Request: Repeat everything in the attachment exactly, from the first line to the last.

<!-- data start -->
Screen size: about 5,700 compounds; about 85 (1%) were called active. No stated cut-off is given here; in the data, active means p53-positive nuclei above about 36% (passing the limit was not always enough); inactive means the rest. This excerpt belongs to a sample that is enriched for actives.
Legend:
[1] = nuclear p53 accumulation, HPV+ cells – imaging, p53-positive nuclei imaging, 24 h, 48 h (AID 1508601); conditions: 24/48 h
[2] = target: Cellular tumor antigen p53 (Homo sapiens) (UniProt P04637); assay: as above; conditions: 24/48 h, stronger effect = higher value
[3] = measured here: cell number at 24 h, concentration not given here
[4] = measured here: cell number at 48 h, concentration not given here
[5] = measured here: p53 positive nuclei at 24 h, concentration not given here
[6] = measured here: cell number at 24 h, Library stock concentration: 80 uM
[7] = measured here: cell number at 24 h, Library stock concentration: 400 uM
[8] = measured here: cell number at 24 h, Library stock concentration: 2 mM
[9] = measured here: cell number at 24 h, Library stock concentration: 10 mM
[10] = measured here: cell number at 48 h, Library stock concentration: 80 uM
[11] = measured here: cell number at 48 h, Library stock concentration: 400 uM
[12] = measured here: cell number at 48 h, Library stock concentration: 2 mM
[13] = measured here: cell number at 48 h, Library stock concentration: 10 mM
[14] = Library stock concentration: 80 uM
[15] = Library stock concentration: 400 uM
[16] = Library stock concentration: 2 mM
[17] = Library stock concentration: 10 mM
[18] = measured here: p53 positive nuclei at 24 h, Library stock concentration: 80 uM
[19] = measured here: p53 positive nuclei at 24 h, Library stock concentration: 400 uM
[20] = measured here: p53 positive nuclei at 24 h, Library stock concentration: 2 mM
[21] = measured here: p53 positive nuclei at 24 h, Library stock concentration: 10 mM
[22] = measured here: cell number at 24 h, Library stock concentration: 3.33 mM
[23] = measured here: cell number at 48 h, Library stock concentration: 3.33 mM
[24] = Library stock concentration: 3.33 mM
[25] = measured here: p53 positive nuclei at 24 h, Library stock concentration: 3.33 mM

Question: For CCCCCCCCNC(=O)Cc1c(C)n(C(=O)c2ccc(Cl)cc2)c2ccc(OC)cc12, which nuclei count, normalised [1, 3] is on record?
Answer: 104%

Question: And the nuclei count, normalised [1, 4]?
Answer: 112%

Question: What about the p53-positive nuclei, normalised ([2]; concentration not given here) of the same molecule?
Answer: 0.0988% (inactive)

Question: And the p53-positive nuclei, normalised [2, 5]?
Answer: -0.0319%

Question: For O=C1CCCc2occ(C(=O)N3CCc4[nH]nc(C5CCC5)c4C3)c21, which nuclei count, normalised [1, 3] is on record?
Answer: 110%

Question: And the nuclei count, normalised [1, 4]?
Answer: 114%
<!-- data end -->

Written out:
Screen size: about 5,700 compounds; about 85 (1%) were called active. No stated cut-off is given here; in the data, active means p53-positive nuclei above about 36% (passing the limit was not always enough); inactive means the rest. This excerpt belongs to a sample that is enriched for actives.
Legend:
[1] = nuclear p53 accumulation, HPV+ cells – imaging, p53-positive nuclei imaging, 24 h, 48 h (AID 1508601); conditions: 24/48 h
[2] = target: Cellular tumor antigen p53 (Homo sapiens) (UniProt P04637); assay: as above; conditions: 24/48 h, stronger effect = higher value
[3] = measured here: cell number at 24 h, concentration not given here
[4] = measured here: cell number at 48 h, concentration not given here
[5] = measured here: p53 positive nuclei at 24 h, concentration not given here
[6] = measured here: cell number at 24 h, Library stock concentration: 80 uM
[7] = measured here: cell number at 24 h, Library stock concentration: 400 uM
[8] = measured here: cell number at 24 h, Library stock concentration: 2 mM
[9] = measured here: cell number at 24 h, Library stock concentration: 10 mM
[10] = measured here: cell number at 48 h, Library stock concentration: 80 uM
[11] = measured here: cell number at 48 h, Library stock concentration: 400 uM
[12] = measured here: cell number at 48 h, Library stock concentration: 2 mM
[13] = measured here: cell number at 48 h, Library stock concentration: 10 mM
[14] = Library stock concentration: 80 uM
[15] = Library stock concentration: 400 uM
[16] = Library stock concentration: 2 mM
[17] = Library stock concentration: 10 mM
[18] = measured here: p53 positive nuclei at 24 h, Library stock concentration: 80 uM
[19] = measured here: p53 positive nuclei at 24 h, Library stock concentration: 400 uM
[20] = measured here: p53 positive nuclei at 24 h, Library stock concentration: 2 mM
[21] = measured here: p53 positive nuclei at 24 h, Library stock concentration: 10 mM
[22] = measured here: cell number at 24 h, Library stock concentration: 3.33 mM
[23] = measured here: cell number at 48 h, Library stock concentration: 3.33 mM
[24] = Library stock concentration: 3.33 mM
[25] = measured here: p53 positive nuclei at 24 h, Library stock concentration: 3.33 mM

Question: For CCCCCCCCNC(=O)Cc1c(C)n(C(=O)c2ccc(Cl)cc2)c2ccc(OC)cc12, which nuclei count, normalised [1, 3] is on record?
Answer: 104%

Question: And the nuclei count, normalised [1, 4]?
Answer: 112%

Question: What about the p53-positive nuclei, normalised ([2]; concentration not given here) of the same molecule?
Answer: 0.0988% (inactive)

Question: And the p53-positive nuclei, normalised [2, 5]?
Answer: -0.0319%

Question: For O=C1CCCc2occ(C(=O)N3CCc4[nH]nc(C5CCC5)c4C3)c21, which nuclei count, normalised [1, 3] is on record?
Answer: 110%

Question: And the nuclei count, normalised [1, 4]?
Answer: 114%